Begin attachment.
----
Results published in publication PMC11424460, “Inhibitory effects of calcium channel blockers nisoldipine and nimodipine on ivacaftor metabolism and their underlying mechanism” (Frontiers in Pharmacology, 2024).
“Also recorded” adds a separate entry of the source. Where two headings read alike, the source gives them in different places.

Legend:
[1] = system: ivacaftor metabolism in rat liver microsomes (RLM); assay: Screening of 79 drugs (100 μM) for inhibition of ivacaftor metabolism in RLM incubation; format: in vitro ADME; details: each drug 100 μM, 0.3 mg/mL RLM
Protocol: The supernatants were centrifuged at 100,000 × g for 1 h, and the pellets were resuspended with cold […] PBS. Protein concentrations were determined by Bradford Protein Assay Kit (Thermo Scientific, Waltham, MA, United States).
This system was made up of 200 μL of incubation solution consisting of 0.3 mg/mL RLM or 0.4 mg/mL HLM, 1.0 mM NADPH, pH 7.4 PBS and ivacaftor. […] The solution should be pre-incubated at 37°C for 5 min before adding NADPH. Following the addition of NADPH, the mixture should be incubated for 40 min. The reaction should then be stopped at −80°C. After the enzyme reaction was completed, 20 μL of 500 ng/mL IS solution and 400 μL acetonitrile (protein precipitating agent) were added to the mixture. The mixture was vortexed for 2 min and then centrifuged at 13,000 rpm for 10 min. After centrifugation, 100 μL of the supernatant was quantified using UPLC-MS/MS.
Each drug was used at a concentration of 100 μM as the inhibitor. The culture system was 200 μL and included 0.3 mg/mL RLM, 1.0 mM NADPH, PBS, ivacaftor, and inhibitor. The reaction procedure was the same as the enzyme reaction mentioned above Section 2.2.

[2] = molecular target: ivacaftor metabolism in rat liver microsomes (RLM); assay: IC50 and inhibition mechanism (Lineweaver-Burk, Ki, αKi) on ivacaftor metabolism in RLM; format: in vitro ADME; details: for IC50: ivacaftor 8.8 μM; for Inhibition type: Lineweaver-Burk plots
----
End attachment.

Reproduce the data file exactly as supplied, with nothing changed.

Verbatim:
Results published in publication PMC11424460, “Inhibitory effects of calcium channel blockers nisoldipine and nimodipine on ivacaftor metabolism and their underlying mechanism” (Frontiers in Pharmacology, 2024).
“Also recorded” adds a separate entry of the source. Where two headings read alike, the source gives them in different places.

Legend:
[1] = system: ivacaftor metabolism in rat liver microsomes (RLM); assay: Screening of 79 drugs (100 μM) for inhibition of ivacaftor metabolism in RLM incubation; format: in vitro ADME; details: each drug 100 μM, 0.3 mg/mL RLM
Protocol: The supernatants were centrifuged at 100,000 × g for 1 h, and the pellets were resuspended with cold […] PBS. Protein concentrations were determined by Bradford Protein Assay Kit (Thermo Scientific, Waltham, MA, United States).
This system was made up of 200 μL of incubation solution consisting of 0.3 mg/mL RLM or 0.4 mg/mL HLM, 1.0 mM NADPH, pH 7.4 PBS and ivacaftor. […] The solution should be pre-incubated at 37°C for 5 min before adding NADPH. Following the addition of NADPH, the mixture should be incubated for 40 min. The reaction should then be stopped at −80°C. After the enzyme reaction was completed, 20 μL of 500 ng/mL IS solution and 400 μL acetonitrile (protein precipitating agent) were added to the mixture. The mixture was vortexed for 2 min and then centrifuged at 13,000 rpm for 10 min. After centrifugation, 100 μL of the supernatant was quantified using UPLC-MS/MS.
Each drug was used at a concentration of 100 μM as the inhibitor. The culture system was 200 μL and included 0.3 mg/mL RLM, 1.0 mM NADPH, PBS, ivacaftor, and inhibitor. The reaction procedure was the same as the enzyme reaction mentioned above Section 2.2.

[2] = molecular target: ivacaftor metabolism in rat liver microsomes (RLM); assay: IC50 and inhibition mechanism (Lineweaver-Burk, Ki, αKi) on ivacaftor metabolism in RLM; format: in vitro ADME; details: for IC50: ivacaftor 8.8 μM; for Inhibition type: Lineweaver-Burk plots